Unbuilt connection to CoronaEdit

Henry E. Huntington, owner of the Pacific Electric, intended to connect the Whittier Line to the Arlington–Corona Line via Stern and the Santa Ana Canyon. After the Great Merger of 1911, surveys were carried out to establish two routes through the canyon — one on each side of the Santa Ana River.[5]

List of major stationsEdit

Station Mile[6][4] Major connections Date opened Date closed City
Pacific Electric Building 0 Alhambra–San Gabriel, Annandale, Balboa, Fullerton, Hawthorne–El Segundo, Long Beach, Monrovia–Glendora, Mount Lowe, Pasadena Short Line, Pasadena via Oak Knoll, Pomona, Redlands, Redondo Beach via Gardena, Riverside–Rialto, San Pedro via Dominguez, San Pedro via Gardena, Santa Ana, Santa Monica Air Line, Sierra Madre, Soldiers' Home, South Pasadena Local, Upland–San Bernardino, Whittier
Los Angeles Railway B, H, J, R, 7, and 8
1905 1961 Los Angeles
Amoco[dubious ] Balboa, Fullerton, Hawthorne–El Segundo, Long Beach, Redondo Beach via Gardena, San Pedro via Dominguez, San Pedro via Gardena, Santa Ana, Santa Monica Air Line, Soldiers' Home, Whittier 1902 1961
Slauson Junction 4.27 Balboa, Fullerton, Hawthorne–El Segundo, Long Beach, Redondo Beach via Gardena, San Pedro via Dominguez, San Pedro via Gardena, Santa Ana, Whittier 1902 1961
Huntington Park 5.42 Fullerton, Whittier
Los Angeles Railway J
Baker 7.66 Fullerton, Whittier 1938
Laguna 10.08 Fullerton, Whittier 1938
Rio Hondo 11.40 Fullerton, Whittier 1938
Rivera 12.39 Fullerton, Whittier 1938
Los Nietos 14.50 Fullerton, Whittier 1903 1938 Santa Fe Springs
Leffingwell 19.39 Fullerton 1938
Des Moines 20.92 Fullerton 1938
La Habra 22.19 Fullerton 1911 1938 La Habra
Brea 25.00 1911 1938
Oleo 26.00 1911 1938
Loftus 27.20 1911 1938
Yorba Linda 30.63 1911 1938
Stern 32.08 1911 1930


  This article incorporates text from a free content work. Licensed under the public domain as a work of the State of California. License statement/permission. Text taken from 1981 Inventory of Pacific Electric Routes, California Department of Transportation, Los Angeles County Metropolitan Transportation Authority. To learn how to add open license text to Wikipedia articles, please see this how-to page. For information on reusing text from Wikipedia, please see the terms of use.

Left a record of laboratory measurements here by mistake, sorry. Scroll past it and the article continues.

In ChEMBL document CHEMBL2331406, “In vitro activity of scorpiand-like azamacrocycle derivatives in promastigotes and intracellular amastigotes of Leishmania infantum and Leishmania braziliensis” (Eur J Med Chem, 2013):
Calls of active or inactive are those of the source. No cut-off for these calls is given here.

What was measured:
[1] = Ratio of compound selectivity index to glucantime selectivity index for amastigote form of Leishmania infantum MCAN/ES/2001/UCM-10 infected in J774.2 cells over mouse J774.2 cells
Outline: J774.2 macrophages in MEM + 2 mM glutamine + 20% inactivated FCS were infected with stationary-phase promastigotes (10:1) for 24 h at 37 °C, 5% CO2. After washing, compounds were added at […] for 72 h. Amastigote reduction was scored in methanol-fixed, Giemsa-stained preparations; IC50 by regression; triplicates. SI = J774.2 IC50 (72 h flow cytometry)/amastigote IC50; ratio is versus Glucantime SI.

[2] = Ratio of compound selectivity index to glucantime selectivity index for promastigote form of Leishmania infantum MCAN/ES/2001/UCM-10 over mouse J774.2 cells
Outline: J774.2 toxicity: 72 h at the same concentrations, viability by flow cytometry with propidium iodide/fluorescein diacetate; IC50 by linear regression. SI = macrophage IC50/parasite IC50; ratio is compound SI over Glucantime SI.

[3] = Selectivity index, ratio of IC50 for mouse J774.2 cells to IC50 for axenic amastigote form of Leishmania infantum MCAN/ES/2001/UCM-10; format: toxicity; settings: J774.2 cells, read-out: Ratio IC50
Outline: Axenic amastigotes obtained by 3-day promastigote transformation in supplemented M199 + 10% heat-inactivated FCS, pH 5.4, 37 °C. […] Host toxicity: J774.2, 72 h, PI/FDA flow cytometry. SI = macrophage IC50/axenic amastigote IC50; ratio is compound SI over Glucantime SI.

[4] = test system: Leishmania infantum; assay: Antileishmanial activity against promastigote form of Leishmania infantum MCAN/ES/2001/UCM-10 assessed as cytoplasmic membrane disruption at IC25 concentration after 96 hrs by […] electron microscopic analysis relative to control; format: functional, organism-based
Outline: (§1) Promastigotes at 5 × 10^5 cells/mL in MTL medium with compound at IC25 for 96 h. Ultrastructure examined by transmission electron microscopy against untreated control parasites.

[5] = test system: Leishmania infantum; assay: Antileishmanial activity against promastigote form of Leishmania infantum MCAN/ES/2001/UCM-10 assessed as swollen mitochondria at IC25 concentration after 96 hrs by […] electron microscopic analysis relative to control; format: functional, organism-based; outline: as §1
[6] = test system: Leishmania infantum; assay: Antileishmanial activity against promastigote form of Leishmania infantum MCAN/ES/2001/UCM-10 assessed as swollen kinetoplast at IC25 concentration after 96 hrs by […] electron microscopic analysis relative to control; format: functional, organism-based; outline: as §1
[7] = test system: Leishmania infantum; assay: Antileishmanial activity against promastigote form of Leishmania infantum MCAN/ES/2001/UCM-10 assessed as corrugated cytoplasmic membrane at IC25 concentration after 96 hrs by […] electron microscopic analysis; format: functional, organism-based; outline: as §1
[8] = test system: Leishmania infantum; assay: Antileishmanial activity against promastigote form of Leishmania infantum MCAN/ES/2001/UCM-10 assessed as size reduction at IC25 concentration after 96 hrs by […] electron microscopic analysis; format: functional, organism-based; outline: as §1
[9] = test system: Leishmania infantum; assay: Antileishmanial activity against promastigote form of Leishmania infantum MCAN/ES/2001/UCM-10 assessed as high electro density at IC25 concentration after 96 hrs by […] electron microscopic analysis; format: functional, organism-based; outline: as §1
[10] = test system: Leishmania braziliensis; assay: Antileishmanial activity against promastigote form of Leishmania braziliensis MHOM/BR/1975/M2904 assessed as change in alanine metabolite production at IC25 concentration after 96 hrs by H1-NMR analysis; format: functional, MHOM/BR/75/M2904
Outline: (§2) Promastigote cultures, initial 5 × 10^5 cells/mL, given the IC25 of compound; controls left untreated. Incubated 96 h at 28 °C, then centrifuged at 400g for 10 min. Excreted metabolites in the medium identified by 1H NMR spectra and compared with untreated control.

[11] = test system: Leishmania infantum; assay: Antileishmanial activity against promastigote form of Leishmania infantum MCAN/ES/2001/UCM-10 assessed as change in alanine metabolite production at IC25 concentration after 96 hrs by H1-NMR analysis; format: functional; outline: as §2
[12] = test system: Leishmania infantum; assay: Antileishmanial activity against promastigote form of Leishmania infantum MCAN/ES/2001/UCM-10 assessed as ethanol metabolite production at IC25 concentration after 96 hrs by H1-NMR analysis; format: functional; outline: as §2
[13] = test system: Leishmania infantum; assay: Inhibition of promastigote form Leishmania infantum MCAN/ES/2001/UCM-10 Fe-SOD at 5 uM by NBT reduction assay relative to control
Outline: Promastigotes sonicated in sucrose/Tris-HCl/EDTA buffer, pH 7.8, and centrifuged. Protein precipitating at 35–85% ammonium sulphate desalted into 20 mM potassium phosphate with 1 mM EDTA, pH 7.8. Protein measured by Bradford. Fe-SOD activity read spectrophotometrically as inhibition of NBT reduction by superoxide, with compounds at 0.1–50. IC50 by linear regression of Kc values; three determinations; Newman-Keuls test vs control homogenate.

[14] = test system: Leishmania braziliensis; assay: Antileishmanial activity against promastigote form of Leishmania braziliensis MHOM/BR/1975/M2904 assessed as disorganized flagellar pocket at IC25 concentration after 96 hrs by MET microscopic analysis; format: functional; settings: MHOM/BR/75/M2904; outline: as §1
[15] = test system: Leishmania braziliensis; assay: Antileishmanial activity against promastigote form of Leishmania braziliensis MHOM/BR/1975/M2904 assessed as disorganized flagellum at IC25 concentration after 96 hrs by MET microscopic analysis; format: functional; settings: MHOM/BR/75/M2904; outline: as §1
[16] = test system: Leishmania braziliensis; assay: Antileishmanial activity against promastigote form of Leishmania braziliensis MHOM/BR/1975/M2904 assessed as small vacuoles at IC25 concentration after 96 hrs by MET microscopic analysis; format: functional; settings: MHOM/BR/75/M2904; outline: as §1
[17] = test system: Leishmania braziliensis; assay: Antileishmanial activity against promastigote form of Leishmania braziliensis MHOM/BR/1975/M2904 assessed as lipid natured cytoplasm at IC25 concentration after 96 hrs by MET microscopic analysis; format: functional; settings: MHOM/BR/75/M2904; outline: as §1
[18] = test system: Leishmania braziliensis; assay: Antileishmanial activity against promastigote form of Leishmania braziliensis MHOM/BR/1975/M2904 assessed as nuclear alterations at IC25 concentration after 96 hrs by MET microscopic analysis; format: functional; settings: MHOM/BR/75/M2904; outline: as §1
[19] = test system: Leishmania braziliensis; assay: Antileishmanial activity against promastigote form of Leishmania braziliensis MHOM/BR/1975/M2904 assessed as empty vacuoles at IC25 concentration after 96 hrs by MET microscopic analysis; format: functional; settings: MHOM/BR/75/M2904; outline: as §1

1. ^ Smith, O.A. (1931). Railway Time Table: Whittier Line, La Habra Line (August 26, 1931 ed.). Los Angeles: Pacific Electric. Retrieved 17 September 2020.
  2. ^ "La Habra-Yorba Linda-Fullerton Line". Electric Railway Historical Association of Southern California. Retrieved 19 January 2021.
  3. ^ Crump, Spencer (1977). Ride the big red cars: How trolleys helped build southern California. Trans-Anglo Books. p. 100. ISBN 0-87046-047-1. OCLC 3414090.
  4. ^ a b c d Veysey, Laurence R. (June 1958). A History Of The Rail Passenger Service Operated By The Pacific Electric Railway Company Since 1911 And By Its Successors Since 1953 (PDF). LACMTA (Report). Los Angeles, California: Interurbans. pp. 29, 30, 114. ASIN B0007F8D84.
  5. ^ "Riverside Corona Line". Electric Railway Historical Association of Southern California. Retrieved 17 January 2021.
  6. ^ "Pacific Electric Time Tables" (PDF). wx4's Dome of Foam. Pacific Electric. September 1, 1934. p. 16. Retrieved September 1, 2021.